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CIVIL LITIGATION IN NEW SOUTH WALES:

EMPIRICAL AND ANALYTICAL COMPARISONS WITH GERMANY

Annette Marfording with Ann Eyland

Electronic copy available at: http://ssrn.com/abstract=1641554

TABLE OF CONTENTS

xv

Table of tables and figures in text

xvii

Table of tables and figures in Appendices

xxi

Foreword

xxiii

Comments from the external peer reviewers

1

1. Introduction

1

Reasons for undertaking the project

4

Aims of the project

5

Methodology

7

Scepticism about law reform based on foreign legal systems

7

Belief in a common law‟ – „civil law‟ dichotomy

10

Belief in an adversarial‟ – „inquisitorial‟ dichotomy

15

Belief in fundamental cultural differences

19

Key findings

19

Litigation costs

20

Delay

21

Potential civil justice reform in New South Wales

22

The scope of this report

23

The structure of this report

25

2. Methodology

25

Location of the research

26

Comparative methodology and review of the relevant laws and regulations

27

Literature review

28

Empirical methods

28

Quantitative data collection

28

Data collected by the courts

28

Court file analysis

33

Qualitative data collection

33

Interviews

37

Observation

37

Additional data sources

38

Data analysis

ii

Electronic copy available at: http://ssrn.com/abstract=1641554

38

Limitations of the study

43

Strengths of the study

45

3. Equal access to justice and litigation costs

45

Equal access to justice

45

Constitutional protection

46

Legal education

47

The organisation and working methods of the legal profession

51

Certainty of law

52

Uniformity of law

53

Rules related to civil litigation

54

Substantive laws

54

Litigation costs

55

The desirability of reform

55

The literature

56

Interview data

57

Court fees

57

Legal regulation in New South Wales

57

Legal regulation in Germany

59

Comparison of court fees regulation

60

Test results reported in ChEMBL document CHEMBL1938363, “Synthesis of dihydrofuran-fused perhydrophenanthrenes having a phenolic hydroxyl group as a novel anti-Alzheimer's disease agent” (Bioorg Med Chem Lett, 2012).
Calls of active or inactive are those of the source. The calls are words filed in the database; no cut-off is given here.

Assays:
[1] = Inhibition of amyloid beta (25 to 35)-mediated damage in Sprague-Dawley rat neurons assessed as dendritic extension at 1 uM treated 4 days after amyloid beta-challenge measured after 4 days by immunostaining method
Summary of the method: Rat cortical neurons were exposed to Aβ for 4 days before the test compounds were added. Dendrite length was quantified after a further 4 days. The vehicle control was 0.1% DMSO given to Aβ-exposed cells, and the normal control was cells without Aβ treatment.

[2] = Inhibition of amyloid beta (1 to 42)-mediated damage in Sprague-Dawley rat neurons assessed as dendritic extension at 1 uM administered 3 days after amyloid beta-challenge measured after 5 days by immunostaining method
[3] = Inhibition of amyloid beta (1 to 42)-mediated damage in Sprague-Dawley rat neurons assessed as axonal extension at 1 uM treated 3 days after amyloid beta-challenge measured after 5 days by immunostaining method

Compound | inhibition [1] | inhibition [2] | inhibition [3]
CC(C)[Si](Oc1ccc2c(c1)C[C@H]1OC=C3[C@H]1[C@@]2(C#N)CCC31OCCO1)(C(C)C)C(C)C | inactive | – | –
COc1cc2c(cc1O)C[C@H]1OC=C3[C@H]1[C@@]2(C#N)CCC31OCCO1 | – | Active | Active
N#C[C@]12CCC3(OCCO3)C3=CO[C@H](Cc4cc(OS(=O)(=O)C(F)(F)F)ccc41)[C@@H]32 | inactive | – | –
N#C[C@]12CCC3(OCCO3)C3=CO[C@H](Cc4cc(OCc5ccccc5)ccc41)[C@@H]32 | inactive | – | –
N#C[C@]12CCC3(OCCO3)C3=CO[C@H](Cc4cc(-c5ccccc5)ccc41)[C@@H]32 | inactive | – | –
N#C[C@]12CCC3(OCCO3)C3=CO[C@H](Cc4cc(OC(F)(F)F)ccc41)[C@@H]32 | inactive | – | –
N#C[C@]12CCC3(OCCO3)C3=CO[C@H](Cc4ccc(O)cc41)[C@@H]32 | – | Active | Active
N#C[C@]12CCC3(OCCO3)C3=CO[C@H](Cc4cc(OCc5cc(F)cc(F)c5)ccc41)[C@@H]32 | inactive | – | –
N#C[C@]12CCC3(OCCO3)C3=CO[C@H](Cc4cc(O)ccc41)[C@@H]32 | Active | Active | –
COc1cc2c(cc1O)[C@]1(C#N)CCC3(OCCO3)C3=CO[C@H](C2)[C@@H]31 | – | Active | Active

Lawyers‟ fees

60

Legal regulation in New South Wales

61

Legal regulation in Germany

61

The statutory fee scale

64

Charging outside the fee scale

65

Disbursements

66

Comparison of lawyers‟ fees regulation

67

Fee charging in practice: Interview data

69

Comparison of actual lawyers‟ fees

71

Case studies

73

Reasons for the weaknesses of litigation costs in New South Wales

75

Time billing

76

Labour intensiveness

78

Conditional costs agreements

80

Unavailability of legal aid and legal expenses insurance

86

Potential reform for New South Wales

87

Interview data

90

Reform recommendations for New South Wales

93

4. Empirical data on delay in context

93

The undesirability of delay

94

The court structure

96

Delay data

100

Delay data in context

100

Jurisdictional differences

102

The number of civil cases filed and resolved

103

Methods of civil dispute resolution

105

The number of judges and its impact on the cost of judicial administration

106

Judicial salaries and leave entitlements

107

Judicial support and other court staff

108

Judicial library facilities

109

Summary comparative civil litigation statistics for 2003

111

Litigation rates

111

Judicial workloads

112

Lawyers

113

Court file analysis data

113

Delay data

115

Comparability of cases analysed

119

Identification of stages and factors producing greatest delay

119

Court file analysis data

126

Interview data

128

Satisfaction levels: Interview data

128

Perceived strengths

129

Perceived weaknesses

130

Issues perceived as in need of reform

130

Comparative satisfaction levels

133

5. Court administration

133

Judicial education and selection

135

Equality of access to judicial office

137

Case allocation

137

The master calendar system in New South Wales

138

Case management principles in New South Wales

139

Interview data

140

Daily court lists and observations

141

Disadvantages of the master calendar system in New South Wales

142

The individual case management system in Germany

142

Legal regulation, court documents and interview data

144

Case management principles in Germany

147

Daily court lists and observations

148

Advantages of the German individual case management system

149

The viability of an individual case management system in New South Wales

149

Interview data

152

Impracticability?

152

Workload and responsibility for pre-trial conferences

154

Judicial case management skills

155

The circuit system

156

Lack of judicial specialisation in civil cases

156

Judicial specialisation

156

New South Wales

157

Germany

157

The desirability of reform

157

The literature

158

Interview data

160

The viability of reform

160

Judicial impartiality

160

Australia

162